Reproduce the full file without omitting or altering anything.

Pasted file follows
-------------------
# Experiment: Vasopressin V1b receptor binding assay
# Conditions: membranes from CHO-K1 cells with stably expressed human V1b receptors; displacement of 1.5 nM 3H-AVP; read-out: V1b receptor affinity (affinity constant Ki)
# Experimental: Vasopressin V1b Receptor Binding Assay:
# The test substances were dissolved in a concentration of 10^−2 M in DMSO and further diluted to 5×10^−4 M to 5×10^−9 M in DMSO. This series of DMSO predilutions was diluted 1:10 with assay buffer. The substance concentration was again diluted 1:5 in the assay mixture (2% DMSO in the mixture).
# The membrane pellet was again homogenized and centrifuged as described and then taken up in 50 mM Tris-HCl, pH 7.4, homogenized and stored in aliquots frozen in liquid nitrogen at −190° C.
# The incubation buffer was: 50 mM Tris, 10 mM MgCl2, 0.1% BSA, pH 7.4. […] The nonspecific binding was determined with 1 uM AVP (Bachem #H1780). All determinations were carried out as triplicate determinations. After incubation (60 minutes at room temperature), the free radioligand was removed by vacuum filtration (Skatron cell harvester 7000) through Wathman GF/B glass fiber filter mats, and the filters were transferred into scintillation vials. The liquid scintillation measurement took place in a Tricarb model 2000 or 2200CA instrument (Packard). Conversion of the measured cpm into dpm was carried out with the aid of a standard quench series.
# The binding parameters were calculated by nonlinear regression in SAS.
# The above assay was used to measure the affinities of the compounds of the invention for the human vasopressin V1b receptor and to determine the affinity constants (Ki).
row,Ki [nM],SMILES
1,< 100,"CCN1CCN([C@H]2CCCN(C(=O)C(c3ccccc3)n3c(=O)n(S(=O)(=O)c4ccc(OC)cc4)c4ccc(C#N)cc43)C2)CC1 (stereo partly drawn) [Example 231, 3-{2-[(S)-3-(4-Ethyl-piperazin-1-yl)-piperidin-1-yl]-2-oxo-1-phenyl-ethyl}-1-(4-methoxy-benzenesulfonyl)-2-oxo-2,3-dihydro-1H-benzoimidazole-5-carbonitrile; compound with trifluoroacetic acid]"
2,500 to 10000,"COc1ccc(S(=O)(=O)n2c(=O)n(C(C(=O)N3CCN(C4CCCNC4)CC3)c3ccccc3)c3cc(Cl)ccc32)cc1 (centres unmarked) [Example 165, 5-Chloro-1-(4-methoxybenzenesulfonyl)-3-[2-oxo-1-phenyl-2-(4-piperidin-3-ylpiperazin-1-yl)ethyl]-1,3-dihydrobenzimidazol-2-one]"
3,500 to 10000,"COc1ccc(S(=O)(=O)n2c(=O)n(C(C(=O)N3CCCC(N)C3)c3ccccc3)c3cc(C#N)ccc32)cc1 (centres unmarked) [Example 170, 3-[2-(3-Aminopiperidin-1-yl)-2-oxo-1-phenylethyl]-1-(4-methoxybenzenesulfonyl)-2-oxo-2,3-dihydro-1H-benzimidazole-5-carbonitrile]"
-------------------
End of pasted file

# Experiment: Vasopressin V1b receptor binding assay
# Conditions: membranes from CHO-K1 cells with stably expressed human V1b receptors; displacement of 1.5 nM 3H-AVP; read-out: V1b receptor affinity (affinity constant Ki)
# Experimental: Vasopressin V1b Receptor Binding Assay:
# The test substances were dissolved in a concentration of 10^−2 M in DMSO and further diluted to 5×10^−4 M to 5×10^−9 M in DMSO. This series of DMSO predilutions was diluted 1:10 with assay buffer. The substance concentration was again diluted 1:5 in the assay mixture (2% DMSO in the mixture).
# The membrane pellet was again homogenized and centrifuged as described and then taken up in 50 mM Tris-HCl, pH 7.4, homogenized and stored in aliquots frozen in liquid nitrogen at −190° C.
# The incubation buffer was: 50 mM Tris, 10 mM MgCl2, 0.1% BSA, pH 7.4. […] The nonspecific binding was determined with 1 uM AVP (Bachem #H1780). All determinations were carried out as triplicate determinations. After incubation (60 minutes at room temperature), the free radioligand was removed by vacuum filtration (Skatron cell harvester 7000) through Wathman GF/B glass fiber filter mats, and the filters were transferred into scintillation vials. The liquid scintillation measurement took place in a Tricarb model 2000 or 2200CA instrument (Packard). Conversion of the measured cpm into dpm was carried out with the aid of a standard quench series.
# The binding parameters were calculated by nonlinear regression in SAS.
# The above assay was used to measure the affinities of the compounds of the invention for the human vasopressin V1b receptor and to determine the affinity constants (Ki).
row,Ki [nM],SMILES
1,< 100,"CCN1CCN([C@H]2CCCN(C(=O)C(c3ccccc3)n3c(=O)n(S(=O)(=O)c4ccc(OC)cc4)c4ccc(C#N)cc43)C2)CC1 (stereo partly drawn) [Example 231, 3-{2-[(S)-3-(4-Ethyl-piperazin-1-yl)-piperidin-1-yl]-2-oxo-1-phenyl-ethyl}-1-(4-methoxy-benzenesulfonyl)-2-oxo-2,3-dihydro-1H-benzoimidazole-5-carbonitrile; compound with trifluoroacetic acid]"
2,500 to 10000,"COc1ccc(S(=O)(=O)n2c(=O)n(C(C(=O)N3CCN(C4CCCNC4)CC3)c3ccccc3)c3cc(Cl)ccc32)cc1 (centres unmarked) [Example 165, 5-Chloro-1-(4-methoxybenzenesulfonyl)-3-[2-oxo-1-phenyl-2-(4-piperidin-3-ylpiperazin-1-yl)ethyl]-1,3-dihydrobenzimidazol-2-one]"
3,500 to 10000,"COc1ccc(S(=O)(=O)n2c(=O)n(C(C(=O)N3CCCC(N)C3)c3ccccc3)c3cc(C#N)ccc32)cc1 (centres unmarked) [Example 170, 3-[2-(3-Aminopiperidin-1-yl)-2-oxo-1-phenylethyl]-1-(4-methoxybenzenesulfonyl)-2-oxo-2,3-dihydro-1H-benzimidazole-5-carbonitrile]"